Header
Iceberg - Arc-en-ciel  CD (album) cover

ARC-EN-CIEL

Iceberg

 

Jazz Rock/Fusion

3.62 | 25 ratings

From Progarchives.com, the ultimate progressive rock music website

Gerinski
Prog Reviewer
3 stars Arc-En-Ciel was the last album from the great spanish fusion band Iceberg before its two main members guitarist Max Sunyer and keyboardist "Kitflus" would form the catalan fusion supergroup Pegasus together with ex-Gotic bassist Rafael Escote and ex-Fusioon drummer Santi Arisa (with some solo albums in between, the first Pegasus album was released in 1982).

The musicianship is top-notch as ever, and any fusion lover not knowing their previous albums might easily rate this album with 4 or even 5 stars, it's only by comparison to their previous works such as Coses Nostres and Sentiments that I limit my rating of this album to the 3 ? 3.5 stars level.

The formula is still the same, a fantastic rhythm section (Jordi Colomer was really a hell of a drummer and Primi Sancho a great bassist) on which Max and Kitflus develop their melodies and solos, the keyboards taking the more musical side (not forgetting solos either) and Max's guitar taking care of the hardest soloing in the footsteps of McLaughlin or Di Meola. However the general tone is softer, more polished than in their previous albums, and there is a shift towards a more latin sound.

The opener "El Caminant Nocturn" (The Night Walker) is the best track, with Kitflus trademark Rhodes piano, very good melodies and a killer guitar solo by Max followed by a no less impressive synth solo by Kitflus. 5 stars for this song.

"Cantics De La Carn" (The Singing Of The Flesh) is based on a samba-like rhythm, a style I don't fancy much so even if the development is clearly proggy being the longest track clocking at 11:18, and the musicianship outstanding, it drags a bit too much for me. Just a matter of taste, if you can enjoy a prog-samba it can be an excellent track.

"Riu D'Agost" (August River) has a beautiful piano and acoustic guitar intro, then all the instruments come in and develop into a great latin jazz track with piano reminding of Michael Camilo and very good acoustic guitar, and impressive alternating solos of keys and guitar, really great stuff, just a bit too latin for my taste.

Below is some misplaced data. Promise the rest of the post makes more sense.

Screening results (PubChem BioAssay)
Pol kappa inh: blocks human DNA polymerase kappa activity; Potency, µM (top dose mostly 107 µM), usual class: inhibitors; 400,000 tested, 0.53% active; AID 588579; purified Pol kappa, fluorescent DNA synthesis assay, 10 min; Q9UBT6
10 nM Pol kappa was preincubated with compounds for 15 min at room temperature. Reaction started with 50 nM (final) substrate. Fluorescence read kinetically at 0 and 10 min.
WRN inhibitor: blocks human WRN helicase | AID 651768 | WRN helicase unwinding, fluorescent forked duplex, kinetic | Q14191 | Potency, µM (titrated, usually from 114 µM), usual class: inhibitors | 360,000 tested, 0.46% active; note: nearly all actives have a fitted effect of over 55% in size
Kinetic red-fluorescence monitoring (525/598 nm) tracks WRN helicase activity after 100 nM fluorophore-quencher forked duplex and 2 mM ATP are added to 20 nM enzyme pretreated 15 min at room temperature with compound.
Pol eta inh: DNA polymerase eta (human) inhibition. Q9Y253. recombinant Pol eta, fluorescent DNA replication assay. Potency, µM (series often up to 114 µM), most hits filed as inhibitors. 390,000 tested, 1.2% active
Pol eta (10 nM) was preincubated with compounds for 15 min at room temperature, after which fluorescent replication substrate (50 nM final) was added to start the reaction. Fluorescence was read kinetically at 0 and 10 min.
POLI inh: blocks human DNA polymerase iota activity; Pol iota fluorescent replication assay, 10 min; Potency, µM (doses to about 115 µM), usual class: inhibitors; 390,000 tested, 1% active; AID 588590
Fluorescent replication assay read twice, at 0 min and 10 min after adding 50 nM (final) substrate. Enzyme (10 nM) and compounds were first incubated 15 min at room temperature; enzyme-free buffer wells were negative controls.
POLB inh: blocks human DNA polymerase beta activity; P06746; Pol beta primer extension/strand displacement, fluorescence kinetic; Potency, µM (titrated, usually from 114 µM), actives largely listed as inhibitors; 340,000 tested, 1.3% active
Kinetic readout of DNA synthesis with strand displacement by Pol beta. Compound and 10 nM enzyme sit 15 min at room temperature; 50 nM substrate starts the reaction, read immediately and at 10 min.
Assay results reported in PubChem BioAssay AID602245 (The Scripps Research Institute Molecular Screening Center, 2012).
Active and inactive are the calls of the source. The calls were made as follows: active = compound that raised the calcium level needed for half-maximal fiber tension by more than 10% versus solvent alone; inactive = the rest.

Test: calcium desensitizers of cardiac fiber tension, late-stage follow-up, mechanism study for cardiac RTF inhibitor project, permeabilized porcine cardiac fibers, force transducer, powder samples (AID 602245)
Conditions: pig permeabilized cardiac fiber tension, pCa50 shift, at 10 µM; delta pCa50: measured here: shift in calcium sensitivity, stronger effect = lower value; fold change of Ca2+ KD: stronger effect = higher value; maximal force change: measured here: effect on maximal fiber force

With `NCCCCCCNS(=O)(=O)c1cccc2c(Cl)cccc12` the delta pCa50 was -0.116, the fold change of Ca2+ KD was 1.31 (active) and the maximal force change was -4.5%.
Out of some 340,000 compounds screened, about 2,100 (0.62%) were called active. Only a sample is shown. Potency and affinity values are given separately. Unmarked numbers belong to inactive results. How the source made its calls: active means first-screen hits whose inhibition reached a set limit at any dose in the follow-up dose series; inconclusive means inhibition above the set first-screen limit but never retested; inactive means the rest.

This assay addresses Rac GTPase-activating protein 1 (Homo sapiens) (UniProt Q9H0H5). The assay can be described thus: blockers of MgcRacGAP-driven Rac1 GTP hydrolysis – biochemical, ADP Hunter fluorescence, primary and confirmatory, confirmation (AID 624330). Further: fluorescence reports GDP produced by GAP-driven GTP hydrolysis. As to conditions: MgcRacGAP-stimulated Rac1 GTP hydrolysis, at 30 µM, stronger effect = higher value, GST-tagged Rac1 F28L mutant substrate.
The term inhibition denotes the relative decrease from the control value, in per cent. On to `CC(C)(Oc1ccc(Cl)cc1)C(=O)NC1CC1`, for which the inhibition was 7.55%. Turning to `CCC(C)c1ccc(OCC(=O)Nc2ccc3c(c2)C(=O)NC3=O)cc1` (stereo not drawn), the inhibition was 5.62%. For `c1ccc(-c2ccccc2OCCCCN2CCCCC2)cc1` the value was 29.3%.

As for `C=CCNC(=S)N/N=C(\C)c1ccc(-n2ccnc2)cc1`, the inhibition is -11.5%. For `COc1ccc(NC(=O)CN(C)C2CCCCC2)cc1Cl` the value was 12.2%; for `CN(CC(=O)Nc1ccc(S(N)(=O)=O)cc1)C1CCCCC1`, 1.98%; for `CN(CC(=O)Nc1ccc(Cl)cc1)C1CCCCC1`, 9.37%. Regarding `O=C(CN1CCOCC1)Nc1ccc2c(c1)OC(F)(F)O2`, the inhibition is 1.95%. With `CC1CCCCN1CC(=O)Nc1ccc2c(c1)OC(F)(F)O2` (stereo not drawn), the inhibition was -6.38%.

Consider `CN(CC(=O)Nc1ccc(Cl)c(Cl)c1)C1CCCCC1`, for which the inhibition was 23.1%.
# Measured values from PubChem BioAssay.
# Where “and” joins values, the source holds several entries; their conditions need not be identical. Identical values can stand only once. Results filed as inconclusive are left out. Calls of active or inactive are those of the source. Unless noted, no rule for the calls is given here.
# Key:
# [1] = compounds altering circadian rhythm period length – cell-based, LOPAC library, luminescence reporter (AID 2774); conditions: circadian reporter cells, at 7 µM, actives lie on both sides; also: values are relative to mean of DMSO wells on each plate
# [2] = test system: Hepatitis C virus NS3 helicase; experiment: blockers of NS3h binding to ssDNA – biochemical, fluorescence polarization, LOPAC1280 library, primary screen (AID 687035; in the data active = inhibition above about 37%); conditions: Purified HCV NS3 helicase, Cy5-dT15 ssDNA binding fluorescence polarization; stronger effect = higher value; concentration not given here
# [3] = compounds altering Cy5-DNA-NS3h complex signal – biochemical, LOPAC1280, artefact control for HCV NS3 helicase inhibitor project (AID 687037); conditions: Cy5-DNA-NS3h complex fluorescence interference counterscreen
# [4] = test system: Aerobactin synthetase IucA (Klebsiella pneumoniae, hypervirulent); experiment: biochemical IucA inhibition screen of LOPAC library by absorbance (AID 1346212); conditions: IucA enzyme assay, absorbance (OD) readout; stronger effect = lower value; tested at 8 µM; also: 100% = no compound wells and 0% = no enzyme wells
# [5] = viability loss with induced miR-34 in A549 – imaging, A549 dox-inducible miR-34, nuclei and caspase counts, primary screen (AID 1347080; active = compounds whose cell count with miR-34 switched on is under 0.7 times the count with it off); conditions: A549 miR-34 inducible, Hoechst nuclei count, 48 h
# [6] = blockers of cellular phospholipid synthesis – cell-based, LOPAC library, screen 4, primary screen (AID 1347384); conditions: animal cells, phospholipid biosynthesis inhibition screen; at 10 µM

"Embrujo" (Enchant) is again latin featuring nice piano parts, a killer guitar solo and a good keys solo too.

"Crisalide" starts atmospheric with piano and acoustic guitar, after 1 min all the instruments come in and it sounds more like their older albums, electric guitar on Rhodes, then some funky feel and a killer guitar solo which sounds like Santana mixed with McLaughlin. If this was not enough we still get a great Rhodes solo, but this is a bit the problem, it's like there's too little melody, just great solos.

In summary 2 thoughts: 1. this album is undoubtedly good and has terrific solos but fewer and weaker melodies than their previous albums. 2. There is a clear shift to a more latin style, this is a purely personal taste matter but personally I prefer the previous more standard fusion style.

Gerinski | 3/5 |

MEMBERS LOGIN ZONE

As a registered member (register here if not), you can post rating/reviews (& edit later), comments reviews and submit new albums.

You are not logged, please complete authentication before continuing (use forum credentials).

Share this ICEBERG review

>

Review related links

Copyright Prog Archives, All rights reserved. | Legal Notice | Privacy Policy | Advertise | GeoIP Services by MaxMind | RSS + syndications

Other sites in the MAC network: JazzMusicArchives.com — the ultimate jazz music virtual community | MetalMusicArchives.com — the ultimate metal music virtual community


Server processing time: 0.01 seconds